I have a large floor flight cage, but with 2 pairs of Zebra Finches who have started nesting, each need lots of space. After looking at several cages, I chose this one based on price and size. I''m not disappointed. The first thing I noted is that the wire spacing is...
I have a large floor flight cage, but with 2 pairs of Zebra Finches who have started nesting, each need lots of space. After looking at several cages, I chose this one based on price and size. I''m not disappointed. The first thing I noted is that the wire spacing is perfect for small finches (3/8" wide).
The cage arrived just 2 days after ordering. It came in a large, rather flat, carton. The cage comes in 2 halves, the top, the plastic pan, and parts for the base. It came with 4 covered food/water cups, 3 wooden perches, and one swing. The plastic base is very deep with a pull out tray for cleaning.
It was easy to assemble. As many have said, the directions aren''t very useful. But, I never referred to them to assemble the cage. I used a set of channel locks to bend the metal tabs in. Each section comes with 3 sides already assembled. You put the back on. Once you get the 2 main sections together, you place one on top of the other. Bend all tabs in as you go when assembling. Put the top on and the entire cage onto the base and you''re done. It takes about 20-30 minutes.
I used small zip ties to reinforce where I attached the top, the sections to each other, and the cage to the base. I also used them, in lieu of the rubber clips they give you, to attach the entire cage to the stand.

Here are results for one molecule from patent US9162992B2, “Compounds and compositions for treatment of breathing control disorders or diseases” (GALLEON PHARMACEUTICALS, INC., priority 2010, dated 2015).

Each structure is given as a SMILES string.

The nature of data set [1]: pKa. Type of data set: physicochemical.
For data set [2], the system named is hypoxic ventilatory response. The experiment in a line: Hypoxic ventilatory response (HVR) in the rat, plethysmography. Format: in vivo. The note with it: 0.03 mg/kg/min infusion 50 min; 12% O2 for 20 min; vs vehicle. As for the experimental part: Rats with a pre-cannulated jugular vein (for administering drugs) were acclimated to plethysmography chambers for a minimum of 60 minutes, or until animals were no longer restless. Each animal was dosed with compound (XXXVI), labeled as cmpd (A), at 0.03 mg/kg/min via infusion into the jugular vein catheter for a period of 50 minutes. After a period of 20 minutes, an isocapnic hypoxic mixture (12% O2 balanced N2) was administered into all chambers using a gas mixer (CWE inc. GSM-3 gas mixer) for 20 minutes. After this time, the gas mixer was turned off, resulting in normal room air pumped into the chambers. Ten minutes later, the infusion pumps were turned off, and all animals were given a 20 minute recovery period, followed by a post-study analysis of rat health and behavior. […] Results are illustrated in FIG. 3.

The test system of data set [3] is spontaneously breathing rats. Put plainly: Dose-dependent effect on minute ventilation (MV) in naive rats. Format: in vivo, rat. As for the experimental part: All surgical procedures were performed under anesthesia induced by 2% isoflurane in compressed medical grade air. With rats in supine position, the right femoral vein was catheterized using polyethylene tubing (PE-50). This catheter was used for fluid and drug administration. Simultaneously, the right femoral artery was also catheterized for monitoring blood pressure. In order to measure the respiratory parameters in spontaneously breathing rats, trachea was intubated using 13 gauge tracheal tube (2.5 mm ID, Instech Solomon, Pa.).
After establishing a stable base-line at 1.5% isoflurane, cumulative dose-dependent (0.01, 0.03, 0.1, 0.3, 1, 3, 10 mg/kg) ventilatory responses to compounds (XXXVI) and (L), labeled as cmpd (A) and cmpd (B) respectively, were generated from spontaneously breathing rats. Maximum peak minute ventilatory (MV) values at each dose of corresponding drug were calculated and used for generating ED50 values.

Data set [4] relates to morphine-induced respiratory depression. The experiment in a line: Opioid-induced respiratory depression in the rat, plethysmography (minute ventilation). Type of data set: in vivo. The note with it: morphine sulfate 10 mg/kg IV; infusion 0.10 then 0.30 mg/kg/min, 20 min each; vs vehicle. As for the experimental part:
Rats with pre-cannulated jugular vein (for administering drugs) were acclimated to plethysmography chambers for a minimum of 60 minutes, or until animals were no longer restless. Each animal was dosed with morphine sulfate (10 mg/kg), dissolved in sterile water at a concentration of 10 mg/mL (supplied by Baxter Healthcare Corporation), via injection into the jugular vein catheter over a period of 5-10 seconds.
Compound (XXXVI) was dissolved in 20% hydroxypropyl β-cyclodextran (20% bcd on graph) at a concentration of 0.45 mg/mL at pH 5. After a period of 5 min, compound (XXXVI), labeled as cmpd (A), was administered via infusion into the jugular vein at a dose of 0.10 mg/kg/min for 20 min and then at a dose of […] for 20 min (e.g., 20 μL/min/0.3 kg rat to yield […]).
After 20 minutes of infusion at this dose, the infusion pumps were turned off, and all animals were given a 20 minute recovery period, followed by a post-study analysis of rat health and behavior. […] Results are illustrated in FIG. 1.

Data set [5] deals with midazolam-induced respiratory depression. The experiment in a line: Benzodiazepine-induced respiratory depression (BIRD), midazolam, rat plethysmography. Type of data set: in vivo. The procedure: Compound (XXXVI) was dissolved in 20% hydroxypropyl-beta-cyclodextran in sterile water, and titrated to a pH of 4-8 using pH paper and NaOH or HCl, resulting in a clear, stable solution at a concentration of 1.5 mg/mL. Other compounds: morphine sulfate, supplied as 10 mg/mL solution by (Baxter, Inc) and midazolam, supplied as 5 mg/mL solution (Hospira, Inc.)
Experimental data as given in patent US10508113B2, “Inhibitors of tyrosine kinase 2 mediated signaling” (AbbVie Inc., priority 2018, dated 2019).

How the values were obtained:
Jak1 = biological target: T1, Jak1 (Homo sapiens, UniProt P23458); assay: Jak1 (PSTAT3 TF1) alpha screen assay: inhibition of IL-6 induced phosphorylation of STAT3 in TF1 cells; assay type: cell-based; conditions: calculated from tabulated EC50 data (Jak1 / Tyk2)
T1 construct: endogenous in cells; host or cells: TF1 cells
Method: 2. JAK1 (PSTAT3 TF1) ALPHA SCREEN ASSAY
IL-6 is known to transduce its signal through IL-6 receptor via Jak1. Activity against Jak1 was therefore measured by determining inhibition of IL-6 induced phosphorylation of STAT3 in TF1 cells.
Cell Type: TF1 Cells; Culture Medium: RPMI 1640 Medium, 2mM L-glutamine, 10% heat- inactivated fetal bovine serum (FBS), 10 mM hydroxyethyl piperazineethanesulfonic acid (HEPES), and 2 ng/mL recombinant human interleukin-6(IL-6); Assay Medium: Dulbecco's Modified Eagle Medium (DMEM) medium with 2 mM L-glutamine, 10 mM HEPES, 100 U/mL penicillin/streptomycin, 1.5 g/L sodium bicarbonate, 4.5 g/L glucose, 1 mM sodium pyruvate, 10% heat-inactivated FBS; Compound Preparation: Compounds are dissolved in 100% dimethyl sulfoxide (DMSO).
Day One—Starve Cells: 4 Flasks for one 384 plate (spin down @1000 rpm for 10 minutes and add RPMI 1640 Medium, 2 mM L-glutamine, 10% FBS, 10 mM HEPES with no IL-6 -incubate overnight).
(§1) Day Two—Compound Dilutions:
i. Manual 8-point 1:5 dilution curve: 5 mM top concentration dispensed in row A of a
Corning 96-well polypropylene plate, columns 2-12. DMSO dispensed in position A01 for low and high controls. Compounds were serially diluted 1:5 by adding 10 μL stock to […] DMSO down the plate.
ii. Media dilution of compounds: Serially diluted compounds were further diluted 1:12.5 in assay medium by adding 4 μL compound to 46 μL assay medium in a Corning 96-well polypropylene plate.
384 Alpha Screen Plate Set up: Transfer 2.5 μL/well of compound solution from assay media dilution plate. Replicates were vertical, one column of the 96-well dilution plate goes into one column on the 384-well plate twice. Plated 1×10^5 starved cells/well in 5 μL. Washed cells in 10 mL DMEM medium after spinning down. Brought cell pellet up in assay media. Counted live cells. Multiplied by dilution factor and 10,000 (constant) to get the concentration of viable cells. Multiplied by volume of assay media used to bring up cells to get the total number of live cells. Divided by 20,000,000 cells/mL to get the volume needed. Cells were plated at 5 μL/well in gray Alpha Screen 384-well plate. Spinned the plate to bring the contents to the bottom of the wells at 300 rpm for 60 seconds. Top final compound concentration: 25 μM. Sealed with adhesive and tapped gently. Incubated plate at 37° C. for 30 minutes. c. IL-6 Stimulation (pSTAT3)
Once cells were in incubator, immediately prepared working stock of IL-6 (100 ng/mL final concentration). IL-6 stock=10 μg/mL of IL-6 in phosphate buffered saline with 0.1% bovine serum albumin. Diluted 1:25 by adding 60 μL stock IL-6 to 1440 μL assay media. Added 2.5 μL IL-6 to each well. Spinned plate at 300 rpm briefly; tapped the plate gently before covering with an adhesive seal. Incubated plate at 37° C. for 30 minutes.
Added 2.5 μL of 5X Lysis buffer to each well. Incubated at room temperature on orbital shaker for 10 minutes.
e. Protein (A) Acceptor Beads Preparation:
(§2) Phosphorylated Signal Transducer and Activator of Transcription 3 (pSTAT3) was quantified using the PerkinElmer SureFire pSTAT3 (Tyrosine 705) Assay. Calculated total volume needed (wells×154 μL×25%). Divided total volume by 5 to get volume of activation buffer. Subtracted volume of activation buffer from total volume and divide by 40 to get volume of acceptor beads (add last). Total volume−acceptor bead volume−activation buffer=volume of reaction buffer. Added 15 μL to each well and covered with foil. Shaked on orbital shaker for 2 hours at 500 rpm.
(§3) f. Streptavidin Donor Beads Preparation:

The cage has 2 large swing-out doors. Within each door, are 2 sliding doors. There is an additional sliding door to the left of each large door, for a total of 6 sliding, and 2 large swing-open doors on the front of the cage. Additionally, there are 2 sliding doors on each side of the cage. So, that''s 8 total sliding doors. This is the reason I bought the cage. I can easily reach into the cage to do as needed, without disturbing anyone.
The sliding doors lock down nicely too. I keep small springs on my other cage, because the cat learned how to unlatch the lock. No need on this cage. There is a bend in one wire on each sliding door that prevents the sliding doors from being opened without some purposeful effort. The swinging doors are locked by a lifting/locking hook.
I was mindful of the review from the poor person who lost a bird because of a sharp point. I noticed that the area mentioned in the review, is on the mechanism that holds the swing door hooks. It''s aimed towards the outside of the cage. I have Zebra Finches, so my guys should always be confined to the cage, but accidents happen.
I made sure everything, and I mean EVERYTHING, was well rounded. I didn''t find anything that needed to be filed. However, that "w" shaped piece of hardware was named as the culprit, so I used a miniature diamond file to make sure that it was blunted, and rounded. I didn''t want one of my finches getting loose, then hitting it in a panic to get back into the cage. It''s a reasonable precaution.
The other precaution that I''m taking is to anchor the cage, just to make absolutely sure that it can''t be knocked over accidentally. It would take quite a bit and the right angle to knock it over, but it''s very tall relative the base size. I have 2 large German Shepherds and a couple of cats, so I''m anchoring it to the windowsill.
My birds are very happy with their new home. The male has been singing since flying in. They''ve been swinging, exercising their wings, and checking out every square inch.
They''re happy, so I''m happy.